George Burkhart, when a boy less than fifteen years old, was living with his step-uncle, who would get beastly drunk nearly every time he went to town or market. He would come home and upon the slightest provocation (and often without provocation) would beat and horsewhip the boy in the most cruel manner. The boy was entirely under his uncle's control; he was without another home, uneducated, and no friends to advise, admonish or cheer him. After so much abuse forbearance in his case ceased to be a virtue, and in the midst of one of these scenes and in the heat of passion caused by this perpetual system of dire abuse, he seized a loaded musket and killed the tyrant who had made his life so miserable. For this crime he was arrested and convicted at Ann Arbor, in, September, 1875, and sentenced to imprisonment for life. He received the same punishment that the convict did who boasted he had killed ten people and was very sorry he had killed no more. Hundreds of men who have stood over their victims, robbing their bodies of all their earthly possessions have been pardoned. Hundreds of men who have committed the most heinous offenses have been pardoned out of the prisons of this country, and many in this State.

        Still, this boy, who is here for defending, perhaps, his own life at the age of fifteen years, and after remaining here nearly two decades is still behind prison bars. Although he has always obeyed the rules and never even been reported for misconduct during his long term of confinement, yet no human being has ever even made an effort toward securing clemency or investigating his case. This orphan has received but one letter for ten years, and if there is a man here worthy of any commiseration, it is Convict George Burkhart.

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        WHO can imagine an innocent man's thoughts, when behind prison walls and wide awake at midnight. Who can picture the dreams of the cold blooded murderer when sleeping. Many believe that sleep is the counter-part of death, and no pains or penalties can reach the slumberer. For whilst asleep, his spirit lives in an awful solitude, unapproachable like its maker. But we are adverse to such opinions, and will take the convict's dreams for the basis of our disbelief. During the hours of sleep, the spirit is free to soar where e'er it will, and in its flight frequently travels in various places, the memory of which it retains when the body is again reanimated, and which we call a dream. If sleep is the brother of death, then man's spirit never slumbered, nor ever will, and at midnight the ghost of the murdered man comes to the bed-side of his slayer, and while the culprit sleeps, the disembodied visitor engages in hot dispute and argument with the slumberer's spirit.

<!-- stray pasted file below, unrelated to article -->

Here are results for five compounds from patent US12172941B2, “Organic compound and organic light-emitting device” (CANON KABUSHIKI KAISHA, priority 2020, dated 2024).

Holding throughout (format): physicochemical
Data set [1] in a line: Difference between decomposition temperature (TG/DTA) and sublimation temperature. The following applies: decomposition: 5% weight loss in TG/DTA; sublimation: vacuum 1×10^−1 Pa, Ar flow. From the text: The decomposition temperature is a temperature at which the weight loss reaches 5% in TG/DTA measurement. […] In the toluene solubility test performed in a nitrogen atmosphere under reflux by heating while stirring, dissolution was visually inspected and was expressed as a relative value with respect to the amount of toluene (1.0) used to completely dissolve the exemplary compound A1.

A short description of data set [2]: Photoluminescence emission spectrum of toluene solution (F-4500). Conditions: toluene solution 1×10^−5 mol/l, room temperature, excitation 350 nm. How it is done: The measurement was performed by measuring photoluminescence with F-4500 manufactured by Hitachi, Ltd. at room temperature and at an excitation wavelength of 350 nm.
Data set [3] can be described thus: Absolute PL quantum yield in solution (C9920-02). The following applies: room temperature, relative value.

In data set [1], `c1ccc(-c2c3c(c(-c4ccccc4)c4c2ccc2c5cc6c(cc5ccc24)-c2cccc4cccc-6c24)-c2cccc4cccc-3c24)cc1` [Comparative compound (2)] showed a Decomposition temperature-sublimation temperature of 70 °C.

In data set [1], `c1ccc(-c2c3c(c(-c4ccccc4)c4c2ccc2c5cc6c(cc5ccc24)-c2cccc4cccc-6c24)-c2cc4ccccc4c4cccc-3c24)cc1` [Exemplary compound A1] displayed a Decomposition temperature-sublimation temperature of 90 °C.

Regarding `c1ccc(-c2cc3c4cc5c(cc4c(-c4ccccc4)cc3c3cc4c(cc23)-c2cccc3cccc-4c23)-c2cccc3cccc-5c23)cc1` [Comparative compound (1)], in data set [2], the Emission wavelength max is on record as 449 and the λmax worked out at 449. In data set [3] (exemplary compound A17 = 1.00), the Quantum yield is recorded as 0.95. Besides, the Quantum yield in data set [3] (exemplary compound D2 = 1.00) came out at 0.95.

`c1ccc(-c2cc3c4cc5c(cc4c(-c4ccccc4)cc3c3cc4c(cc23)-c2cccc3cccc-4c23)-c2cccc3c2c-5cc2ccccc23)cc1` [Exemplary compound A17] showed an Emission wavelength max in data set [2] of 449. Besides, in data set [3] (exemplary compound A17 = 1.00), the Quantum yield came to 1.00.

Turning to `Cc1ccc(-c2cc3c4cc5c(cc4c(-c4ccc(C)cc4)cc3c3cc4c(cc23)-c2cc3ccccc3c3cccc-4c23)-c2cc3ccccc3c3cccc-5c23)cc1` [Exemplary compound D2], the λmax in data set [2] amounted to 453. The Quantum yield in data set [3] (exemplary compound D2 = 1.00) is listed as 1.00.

At nine o'clock the prison gong signals the hour of bed time. Suddenly the electric light in each cell disappears and the inmate is left alone with his conscience. He can then reflect upon his past life and devise new plans for the future. The first night of imprisonment is the longest, and most dreadful to the culprit than any of the remaining nights of his incarceration. It is the first time he fully realizes the severity of the crime, and it is most keenly felt.

        In a dark and dismal cell which must be his home for many

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years, perhaps future hopes sink beneath the despair of present realities. This alone, is sufficient to oppose all somnolent feelings and cancel all desire for repose. But there are other potent reasons for the convict's wakefulness. The slumbers of men imprisoned are more vague and unnatural than in any other condition. It is no exaggeration for us to say that at all hours of the night more than one-third of the men are wide awake, and listening to the mutterings of their fellow prisoners, who, in their troubled dreams, are talking in their sleep. Some are dreaming of home and loved ones and even in the first degree of crime the white searching light of truth and experience is teaching them that only misery exists along the course they have pursued. These facts are being so indelibly impressed on their minds, that they contemplate them in their dreams and repeat them over and over again in their sleep.